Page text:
Consequential ethics rejects any religious notion of divine commands which define right and wrong. Instead, ethics are determined by the outcome and guided by compassion. If we have a goal — the flourishing of human life — and we can observe that goal in the natural world, then we can develop an ethics system based on observable outcomes. No divine command is needed to determine that a low speed limit on a residential street makes for a healthier community.”

I wanted to interact with this blog post and discuss Christianity up against what Johnson has presented.

First off, I like how Johnson went to a commonality between a Christian worldview and secular humanism.  Christians do indeed want to see the flourishing of human life as many secular humanists do.  As Johnson certainly knows, believing in a Creator God has Christians believing that Elohim (the name for God in Genesis 1) formed man and woman in His own image.  The most direct interpretation of “imago dei” is that human beings are God’s representatives upon the Earth (like people representing a king in a monarchy). Many theologians take the idea farther ascribing a sacredness to people’s lives because people have been made intrinsically and specially by God.

Starting from this core belief, Christians value the lives of the unborn to the elderly.  Like our secular humanist neighbors, we want to support our best and brightest scientists in finding cures to the diseases that plague people’s lives. Believers in Christ should also listen to our elite scientists regarding environmental problems, specifically climate change, and participate in trying to alleviate the problem.  After all, the first tasks that God gave to Adam and Eve were taking care of the garden and naming the animals.  These jobs strongly imply an intimate connection with the world and a sacred responsibility for its care.  While a few Christian denominations are pacifist in nature (I’m personally not), all believers should make war and violence an extreme, last resort scenario in our world.  It is encouraging to have secular humanists (as Johnson has described them) share most of these same values for the world we find ourselves on.  Obviously, there are many areas of commonality.

With the commonly described morals above, we would not have a full dialogue without addressing the monumental differences between the perspectives.  Of course, that comes with the “secular” label.  Certainly, there are a cadre of secular humanists who are more aggressively atheistic then Johnson presents.  In his post, Johnson seems to be indifferent to the existence of God (“regardless of the existence or non-existence of the supernatural”) to the point that a theistic belief does not matter.  This is actually a relevant question that I have heard people ask in different forms in our day and age.  What difference does it make in my life if God exists or not?  How would my morals or values be different if I did not believe in God?  From my perspective, belief in God makes all the difference.

I’m aware of Christians (specifically Evangelicals-  my own tribe) using the moral argument for the existence of God in a lazy manner.  The position is defined generally as “if there is no God, there is no ultimate morality therefore people can do whatever they want morally.”  I’ve heard descriptions of this get pretty fanciful including atheists murdering people walking down the street or raping anyone they want or being wild genocidal maniacs.  This is precisely the kind of idea that Johnson seeks to combat and he is mostly right too.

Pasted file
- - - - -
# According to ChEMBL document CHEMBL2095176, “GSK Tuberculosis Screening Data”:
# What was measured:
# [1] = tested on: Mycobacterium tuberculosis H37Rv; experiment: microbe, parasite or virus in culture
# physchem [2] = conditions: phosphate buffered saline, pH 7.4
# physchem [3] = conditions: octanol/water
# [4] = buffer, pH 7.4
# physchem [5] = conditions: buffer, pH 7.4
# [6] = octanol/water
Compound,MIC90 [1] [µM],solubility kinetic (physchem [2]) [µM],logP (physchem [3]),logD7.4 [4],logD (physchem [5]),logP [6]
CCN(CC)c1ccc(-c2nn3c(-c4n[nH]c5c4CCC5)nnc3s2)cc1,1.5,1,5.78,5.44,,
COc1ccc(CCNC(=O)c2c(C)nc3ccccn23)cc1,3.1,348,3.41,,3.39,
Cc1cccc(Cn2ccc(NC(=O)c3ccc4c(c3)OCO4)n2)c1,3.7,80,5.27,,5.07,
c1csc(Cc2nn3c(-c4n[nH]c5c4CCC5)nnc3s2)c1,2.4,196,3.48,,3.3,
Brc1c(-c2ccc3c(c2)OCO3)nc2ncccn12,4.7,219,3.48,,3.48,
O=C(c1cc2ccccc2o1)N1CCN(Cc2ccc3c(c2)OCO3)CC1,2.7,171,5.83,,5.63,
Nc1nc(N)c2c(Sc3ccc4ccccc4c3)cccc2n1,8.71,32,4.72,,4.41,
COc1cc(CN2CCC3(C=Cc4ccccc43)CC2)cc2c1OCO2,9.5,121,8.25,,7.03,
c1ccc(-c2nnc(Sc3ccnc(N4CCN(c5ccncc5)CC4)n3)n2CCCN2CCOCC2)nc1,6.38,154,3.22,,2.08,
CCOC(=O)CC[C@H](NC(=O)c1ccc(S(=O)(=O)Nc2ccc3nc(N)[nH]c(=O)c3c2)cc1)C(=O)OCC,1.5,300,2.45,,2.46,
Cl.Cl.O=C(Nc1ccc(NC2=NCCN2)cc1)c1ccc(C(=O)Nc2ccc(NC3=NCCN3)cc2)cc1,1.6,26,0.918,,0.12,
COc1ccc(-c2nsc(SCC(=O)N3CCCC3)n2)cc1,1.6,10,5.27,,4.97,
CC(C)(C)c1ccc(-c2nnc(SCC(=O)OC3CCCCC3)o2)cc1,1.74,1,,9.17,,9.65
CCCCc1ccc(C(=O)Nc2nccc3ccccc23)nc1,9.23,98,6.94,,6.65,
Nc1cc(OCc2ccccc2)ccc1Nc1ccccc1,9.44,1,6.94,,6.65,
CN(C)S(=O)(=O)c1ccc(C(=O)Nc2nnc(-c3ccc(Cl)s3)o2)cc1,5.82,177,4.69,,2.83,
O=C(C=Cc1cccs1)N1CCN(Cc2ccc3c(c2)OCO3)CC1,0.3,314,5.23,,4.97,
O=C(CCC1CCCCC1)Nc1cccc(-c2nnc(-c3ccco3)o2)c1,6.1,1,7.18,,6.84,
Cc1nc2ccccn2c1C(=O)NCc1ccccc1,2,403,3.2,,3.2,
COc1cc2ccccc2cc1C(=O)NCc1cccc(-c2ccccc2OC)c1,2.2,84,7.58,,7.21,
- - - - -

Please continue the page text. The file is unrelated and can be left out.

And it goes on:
Regarding ultimate morality (a set of principles for all people of all times and all cultures), if God does not exist there cannot be a universal morality.  Martin Luther King, Jr famously proclaimed, “The arc of the moral universe is long, but it bends toward justice.”  An arc bending toward justice implies a direction.  A direction implies a Higher Power that is channeling the arc toward a specific future point.  This cannot be reconciled with an atheist worldview which involves chaos and randomness as a tenet.

Let me emphasize that this is not to imply that atheists or non-believers are not moral.  Quite to the contrary I have found in my own experience.  I know atheists who have solid values and who are very ethical people.  There are explanations of why we have human morality, according to secular humanism, which Johnson touched on in his piece.  Being a non-scientist, my understanding is that human beings evolved in tribes and communities thereby needing each other and so rules and laws came out of those arrangements.  Not a universal morality but morality as a construct because those ideas worked to hold together developing human societies.  My point in bringing up the difference God makes is in the acknowledgment that there are moral ideas which transcend the human experience and are beyond a mere construct.

As a Christian, I would emphatically state that what we believe about metaphysical reality does make a big difference in our lives (certainly in mine at the very least).  The Christian worldview, as we learn throughout Scripture but especially in the Sermon on the Mount and the book of James, postulates that what we believe in the innermost part of our being translates into the actions of our lives.  Jesus famously taught, “You will know a tree by its fruit (my paraphrase).”  That is, what we see in a person’s actions is a reflection of what they sincerely believe.  Belief flows to action and the two are interwined.

What difference does it make to believe in a God that is transcendent of time and space and all that we know of as reality and beyond?  In speaking about God, we are not talking about an impersonal force or the god of the deists who wound a universe up and then went away.  Christians have faith in a God that is defined by the Johannine community so long ago in 1 John 4:8:  “God is love.”  One of the fundamental elements of God is unconditional love.